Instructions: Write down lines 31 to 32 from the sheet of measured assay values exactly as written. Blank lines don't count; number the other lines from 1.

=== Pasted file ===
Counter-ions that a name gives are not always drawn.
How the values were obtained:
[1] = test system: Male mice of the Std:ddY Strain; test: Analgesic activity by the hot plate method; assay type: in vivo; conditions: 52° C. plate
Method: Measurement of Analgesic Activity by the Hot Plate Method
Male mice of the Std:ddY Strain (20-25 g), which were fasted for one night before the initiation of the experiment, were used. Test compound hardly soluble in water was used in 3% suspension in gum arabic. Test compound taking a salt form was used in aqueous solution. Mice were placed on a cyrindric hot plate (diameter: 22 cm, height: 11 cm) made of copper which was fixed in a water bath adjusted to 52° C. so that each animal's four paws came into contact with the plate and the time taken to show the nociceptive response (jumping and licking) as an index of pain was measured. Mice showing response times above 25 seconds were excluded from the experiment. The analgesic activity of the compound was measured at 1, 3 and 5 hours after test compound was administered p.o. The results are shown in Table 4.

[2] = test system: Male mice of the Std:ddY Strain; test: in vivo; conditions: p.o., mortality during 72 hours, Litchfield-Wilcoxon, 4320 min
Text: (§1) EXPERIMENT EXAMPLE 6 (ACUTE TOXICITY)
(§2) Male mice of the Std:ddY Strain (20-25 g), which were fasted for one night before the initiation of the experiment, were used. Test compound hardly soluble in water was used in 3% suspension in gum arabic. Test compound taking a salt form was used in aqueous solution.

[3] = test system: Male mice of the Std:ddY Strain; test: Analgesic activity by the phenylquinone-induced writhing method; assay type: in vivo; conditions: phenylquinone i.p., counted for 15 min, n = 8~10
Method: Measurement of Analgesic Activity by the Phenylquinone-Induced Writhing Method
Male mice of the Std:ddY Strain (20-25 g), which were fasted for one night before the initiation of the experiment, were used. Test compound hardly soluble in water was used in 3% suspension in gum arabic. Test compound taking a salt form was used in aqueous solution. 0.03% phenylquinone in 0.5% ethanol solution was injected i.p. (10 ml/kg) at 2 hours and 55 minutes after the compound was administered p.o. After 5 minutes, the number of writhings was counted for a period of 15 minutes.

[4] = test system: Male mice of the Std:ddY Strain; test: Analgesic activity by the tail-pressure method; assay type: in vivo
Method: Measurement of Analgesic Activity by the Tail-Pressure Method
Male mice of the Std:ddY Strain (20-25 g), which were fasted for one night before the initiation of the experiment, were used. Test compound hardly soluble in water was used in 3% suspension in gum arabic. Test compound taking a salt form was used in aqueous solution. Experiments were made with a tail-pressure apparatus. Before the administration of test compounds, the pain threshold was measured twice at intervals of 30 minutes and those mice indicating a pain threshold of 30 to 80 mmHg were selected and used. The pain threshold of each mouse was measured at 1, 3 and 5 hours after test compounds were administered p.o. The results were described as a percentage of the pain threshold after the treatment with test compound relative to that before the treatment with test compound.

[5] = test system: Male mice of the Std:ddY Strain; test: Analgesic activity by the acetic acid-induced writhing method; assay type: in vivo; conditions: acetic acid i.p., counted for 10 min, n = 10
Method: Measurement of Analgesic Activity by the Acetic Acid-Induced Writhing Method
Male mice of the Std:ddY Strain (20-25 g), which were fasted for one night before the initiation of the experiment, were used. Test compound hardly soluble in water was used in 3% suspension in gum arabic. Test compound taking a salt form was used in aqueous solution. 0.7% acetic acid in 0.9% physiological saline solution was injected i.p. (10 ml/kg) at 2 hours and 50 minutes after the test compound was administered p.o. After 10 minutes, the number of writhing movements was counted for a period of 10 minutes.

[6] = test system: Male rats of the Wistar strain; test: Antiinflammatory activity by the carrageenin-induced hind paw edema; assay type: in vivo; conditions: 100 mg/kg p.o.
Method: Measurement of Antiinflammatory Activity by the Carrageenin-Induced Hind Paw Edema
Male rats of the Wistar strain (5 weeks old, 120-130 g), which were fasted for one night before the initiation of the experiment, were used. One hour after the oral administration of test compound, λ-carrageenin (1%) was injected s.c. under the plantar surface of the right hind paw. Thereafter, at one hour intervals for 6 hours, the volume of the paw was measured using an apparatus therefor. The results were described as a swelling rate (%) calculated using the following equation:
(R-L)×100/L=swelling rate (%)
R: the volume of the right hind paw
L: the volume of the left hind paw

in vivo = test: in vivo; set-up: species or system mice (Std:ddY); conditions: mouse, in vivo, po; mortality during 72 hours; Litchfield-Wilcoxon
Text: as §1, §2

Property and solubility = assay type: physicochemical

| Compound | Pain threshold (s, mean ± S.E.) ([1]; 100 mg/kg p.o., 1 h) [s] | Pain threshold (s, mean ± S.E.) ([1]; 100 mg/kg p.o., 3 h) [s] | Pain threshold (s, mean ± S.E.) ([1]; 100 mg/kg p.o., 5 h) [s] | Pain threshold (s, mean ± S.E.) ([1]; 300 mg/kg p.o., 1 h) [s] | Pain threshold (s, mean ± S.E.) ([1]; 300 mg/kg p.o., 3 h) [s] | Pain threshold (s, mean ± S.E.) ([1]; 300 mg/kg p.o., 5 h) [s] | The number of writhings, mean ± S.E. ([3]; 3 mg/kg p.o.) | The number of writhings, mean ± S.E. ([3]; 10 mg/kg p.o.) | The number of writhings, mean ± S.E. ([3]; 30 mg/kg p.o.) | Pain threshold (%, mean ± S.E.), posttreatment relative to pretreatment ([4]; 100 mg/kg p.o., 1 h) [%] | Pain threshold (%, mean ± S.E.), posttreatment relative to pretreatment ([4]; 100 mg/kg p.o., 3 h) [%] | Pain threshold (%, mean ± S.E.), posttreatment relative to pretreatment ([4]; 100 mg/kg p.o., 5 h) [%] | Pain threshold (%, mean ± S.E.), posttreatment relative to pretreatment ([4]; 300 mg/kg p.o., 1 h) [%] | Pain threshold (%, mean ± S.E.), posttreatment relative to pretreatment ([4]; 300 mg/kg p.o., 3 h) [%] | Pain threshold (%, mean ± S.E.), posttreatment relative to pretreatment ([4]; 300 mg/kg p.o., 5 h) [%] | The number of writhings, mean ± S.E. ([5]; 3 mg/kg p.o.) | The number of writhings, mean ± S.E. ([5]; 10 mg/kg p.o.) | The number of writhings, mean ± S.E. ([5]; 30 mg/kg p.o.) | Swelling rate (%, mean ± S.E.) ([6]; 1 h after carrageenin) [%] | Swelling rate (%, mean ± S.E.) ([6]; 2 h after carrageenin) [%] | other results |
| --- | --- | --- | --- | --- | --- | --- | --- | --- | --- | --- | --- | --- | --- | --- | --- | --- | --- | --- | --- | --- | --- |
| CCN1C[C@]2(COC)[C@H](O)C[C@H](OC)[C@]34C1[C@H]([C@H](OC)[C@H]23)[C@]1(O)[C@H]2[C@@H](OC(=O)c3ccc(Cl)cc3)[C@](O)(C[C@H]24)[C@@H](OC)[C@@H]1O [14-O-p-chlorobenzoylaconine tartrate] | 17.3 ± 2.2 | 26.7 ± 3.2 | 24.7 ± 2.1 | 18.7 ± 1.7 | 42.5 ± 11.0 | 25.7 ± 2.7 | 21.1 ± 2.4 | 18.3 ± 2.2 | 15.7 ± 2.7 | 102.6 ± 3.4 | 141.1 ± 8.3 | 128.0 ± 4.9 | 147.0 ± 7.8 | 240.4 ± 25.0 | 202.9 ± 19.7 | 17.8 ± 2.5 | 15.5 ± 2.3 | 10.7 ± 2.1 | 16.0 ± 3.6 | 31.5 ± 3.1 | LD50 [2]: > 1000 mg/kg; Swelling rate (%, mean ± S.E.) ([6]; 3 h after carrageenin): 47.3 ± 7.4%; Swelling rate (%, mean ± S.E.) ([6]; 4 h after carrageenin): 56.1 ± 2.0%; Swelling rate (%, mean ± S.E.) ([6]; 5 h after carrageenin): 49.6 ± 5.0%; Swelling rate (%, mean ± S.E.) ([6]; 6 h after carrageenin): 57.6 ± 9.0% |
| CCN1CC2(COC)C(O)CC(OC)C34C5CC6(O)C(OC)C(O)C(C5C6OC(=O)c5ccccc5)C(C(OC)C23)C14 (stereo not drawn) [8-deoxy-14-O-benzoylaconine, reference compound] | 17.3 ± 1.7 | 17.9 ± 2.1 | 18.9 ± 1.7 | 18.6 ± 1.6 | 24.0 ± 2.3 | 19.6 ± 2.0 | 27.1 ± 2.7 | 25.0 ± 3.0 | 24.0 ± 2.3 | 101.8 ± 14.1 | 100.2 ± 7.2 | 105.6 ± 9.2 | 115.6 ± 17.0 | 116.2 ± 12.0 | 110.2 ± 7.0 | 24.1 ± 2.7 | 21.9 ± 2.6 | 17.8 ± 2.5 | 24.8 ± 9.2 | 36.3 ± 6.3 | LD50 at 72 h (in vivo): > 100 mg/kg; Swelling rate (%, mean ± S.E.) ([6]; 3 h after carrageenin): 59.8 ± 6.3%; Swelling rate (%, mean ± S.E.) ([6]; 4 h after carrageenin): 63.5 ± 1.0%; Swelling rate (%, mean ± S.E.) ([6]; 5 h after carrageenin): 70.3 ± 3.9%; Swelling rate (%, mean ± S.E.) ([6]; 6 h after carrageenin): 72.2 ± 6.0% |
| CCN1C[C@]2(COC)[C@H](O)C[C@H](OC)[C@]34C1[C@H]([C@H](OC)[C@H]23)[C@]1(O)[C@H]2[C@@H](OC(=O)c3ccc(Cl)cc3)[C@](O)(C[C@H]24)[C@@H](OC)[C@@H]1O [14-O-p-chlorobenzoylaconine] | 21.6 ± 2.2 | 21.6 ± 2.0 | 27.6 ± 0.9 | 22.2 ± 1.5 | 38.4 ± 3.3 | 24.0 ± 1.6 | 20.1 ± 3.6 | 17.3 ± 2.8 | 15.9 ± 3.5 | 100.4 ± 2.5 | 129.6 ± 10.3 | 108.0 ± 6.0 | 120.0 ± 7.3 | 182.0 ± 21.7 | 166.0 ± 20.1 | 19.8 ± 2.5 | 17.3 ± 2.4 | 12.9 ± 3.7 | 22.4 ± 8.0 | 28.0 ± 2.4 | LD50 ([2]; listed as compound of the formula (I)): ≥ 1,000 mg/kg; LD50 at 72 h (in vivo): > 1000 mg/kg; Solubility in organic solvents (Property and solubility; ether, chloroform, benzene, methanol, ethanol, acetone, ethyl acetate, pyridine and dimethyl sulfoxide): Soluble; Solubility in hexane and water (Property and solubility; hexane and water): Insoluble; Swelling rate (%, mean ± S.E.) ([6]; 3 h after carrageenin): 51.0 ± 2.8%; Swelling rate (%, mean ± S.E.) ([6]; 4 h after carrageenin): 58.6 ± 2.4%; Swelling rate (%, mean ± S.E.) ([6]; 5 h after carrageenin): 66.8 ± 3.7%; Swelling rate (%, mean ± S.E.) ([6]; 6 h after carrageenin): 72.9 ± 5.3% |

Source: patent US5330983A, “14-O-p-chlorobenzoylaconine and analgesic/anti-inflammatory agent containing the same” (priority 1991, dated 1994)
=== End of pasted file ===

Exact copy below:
| CCN1C[C@]2(COC)[C@H](O)C[C@H](OC)[C@]34C1[C@H]([C@H](OC)[C@H]23)[C@]1(O)[C@H]2[C@@H](OC(=O)c3ccc(Cl)cc3)[C@](O)(C[C@H]24)[C@@H](OC)[C@@H]1O [14-O-p-chlorobenzoylaconine] | 21.6 ± 2.2 | 21.6 ± 2.0 | 27.6 ± 0.9 | 22.2 ± 1.5 | 38.4 ± 3.3 | 24.0 ± 1.6 | 20.1 ± 3.6 | 17.3 ± 2.8 | 15.9 ± 3.5 | 100.4 ± 2.5 | 129.6 ± 10.3 | 108.0 ± 6.0 | 120.0 ± 7.3 | 182.0 ± 21.7 | 166.0 ± 20.1 | 19.8 ± 2.5 | 17.3 ± 2.4 | 12.9 ± 3.7 | 22.4 ± 8.0 | 28.0 ± 2.4 | LD50 ([2]; listed as compound of the formula (I)): ≥ 1,000 mg/kg; LD50 at 72 h (in vivo): > 1000 mg/kg; Solubility in organic solvents (Property and solubility; ether, chloroform, benzene, methanol, ethanol, acetone, ethyl acetate, pyridine and dimethyl sulfoxide): Soluble; Solubility in hexane and water (Property and solubility; hexane and water): Insoluble; Swelling rate (%, mean ± S.E.) ([6]; 3 h after carrageenin): 51.0 ± 2.8%; Swelling rate (%, mean ± S.E.) ([6]; 4 h after carrageenin): 58.6 ± 2.4%; Swelling rate (%, mean ± S.E.) ([6]; 5 h after carrageenin): 66.8 ± 3.7%; Swelling rate (%, mean ± S.E.) ([6]; 6 h after carrageenin): 72.9 ± 5.3% |

Source: patent US5330983A, “14-O-p-chlorobenzoylaconine and analgesic/anti-inflammatory agent containing the same” (priority 1991, dated 1994)